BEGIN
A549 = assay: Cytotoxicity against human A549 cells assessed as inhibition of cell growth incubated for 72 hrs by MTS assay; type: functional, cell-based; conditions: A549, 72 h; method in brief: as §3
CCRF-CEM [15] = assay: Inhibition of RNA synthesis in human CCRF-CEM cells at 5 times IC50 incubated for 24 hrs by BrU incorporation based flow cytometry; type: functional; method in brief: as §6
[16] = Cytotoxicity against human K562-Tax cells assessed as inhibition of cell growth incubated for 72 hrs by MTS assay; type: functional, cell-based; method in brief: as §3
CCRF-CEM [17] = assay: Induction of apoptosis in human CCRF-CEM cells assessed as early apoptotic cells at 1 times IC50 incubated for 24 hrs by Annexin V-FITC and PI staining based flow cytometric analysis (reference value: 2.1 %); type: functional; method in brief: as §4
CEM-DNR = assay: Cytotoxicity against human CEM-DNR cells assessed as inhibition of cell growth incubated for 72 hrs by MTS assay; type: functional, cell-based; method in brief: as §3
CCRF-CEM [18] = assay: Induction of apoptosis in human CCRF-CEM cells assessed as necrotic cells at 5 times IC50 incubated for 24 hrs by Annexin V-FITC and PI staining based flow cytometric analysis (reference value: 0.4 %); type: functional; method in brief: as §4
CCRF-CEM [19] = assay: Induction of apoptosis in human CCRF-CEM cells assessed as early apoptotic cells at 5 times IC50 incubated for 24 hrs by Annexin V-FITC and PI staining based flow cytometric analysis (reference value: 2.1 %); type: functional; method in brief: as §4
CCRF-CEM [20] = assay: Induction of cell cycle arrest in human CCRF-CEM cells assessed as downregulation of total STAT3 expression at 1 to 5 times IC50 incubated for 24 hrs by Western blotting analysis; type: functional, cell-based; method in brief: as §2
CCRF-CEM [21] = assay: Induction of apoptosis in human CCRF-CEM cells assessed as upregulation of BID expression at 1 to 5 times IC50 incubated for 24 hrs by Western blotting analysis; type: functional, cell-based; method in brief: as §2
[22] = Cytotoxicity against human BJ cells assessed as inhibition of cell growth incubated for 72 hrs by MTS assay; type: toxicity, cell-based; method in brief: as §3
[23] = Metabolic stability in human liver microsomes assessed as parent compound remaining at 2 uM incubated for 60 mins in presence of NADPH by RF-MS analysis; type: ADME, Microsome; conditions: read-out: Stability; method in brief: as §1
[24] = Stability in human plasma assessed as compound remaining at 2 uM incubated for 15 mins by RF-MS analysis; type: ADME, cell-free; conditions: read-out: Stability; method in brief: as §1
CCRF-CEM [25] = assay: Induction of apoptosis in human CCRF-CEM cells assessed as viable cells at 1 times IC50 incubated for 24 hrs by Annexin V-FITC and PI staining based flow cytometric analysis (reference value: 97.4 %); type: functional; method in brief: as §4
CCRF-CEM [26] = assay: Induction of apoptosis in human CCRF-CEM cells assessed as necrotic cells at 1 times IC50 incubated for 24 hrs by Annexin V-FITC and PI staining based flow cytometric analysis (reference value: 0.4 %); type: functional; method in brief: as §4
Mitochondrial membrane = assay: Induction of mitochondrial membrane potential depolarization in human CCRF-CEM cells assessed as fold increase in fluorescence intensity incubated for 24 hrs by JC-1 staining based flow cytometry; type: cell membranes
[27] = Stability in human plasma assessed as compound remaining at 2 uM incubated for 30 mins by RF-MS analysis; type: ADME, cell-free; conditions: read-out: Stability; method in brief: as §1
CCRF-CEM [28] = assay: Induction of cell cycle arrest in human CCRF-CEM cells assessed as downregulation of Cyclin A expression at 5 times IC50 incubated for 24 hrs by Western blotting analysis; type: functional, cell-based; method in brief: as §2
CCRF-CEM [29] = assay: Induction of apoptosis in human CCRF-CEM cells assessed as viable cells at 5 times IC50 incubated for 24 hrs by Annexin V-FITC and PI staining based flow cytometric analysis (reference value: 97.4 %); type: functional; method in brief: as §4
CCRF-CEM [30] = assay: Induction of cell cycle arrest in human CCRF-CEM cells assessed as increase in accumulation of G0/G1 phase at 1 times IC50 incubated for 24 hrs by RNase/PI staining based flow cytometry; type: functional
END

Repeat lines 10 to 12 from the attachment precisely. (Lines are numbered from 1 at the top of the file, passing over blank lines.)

[22] = Cytotoxicity against human BJ cells assessed as inhibition of cell growth incubated for 72 hrs by MTS assay; type: toxicity, cell-based; method in brief: as §3
[23] = Metabolic stability in human liver microsomes assessed as parent compound remaining at 2 uM incubated for 60 mins in presence of NADPH by RF-MS analysis; type: ADME, Microsome; conditions: read-out: Stability; method in brief: as §1
[24] = Stability in human plasma assessed as compound remaining at 2 uM incubated for 15 mins by RF-MS analysis; type: ADME, cell-free; conditions: read-out: Stability; method in brief: as §1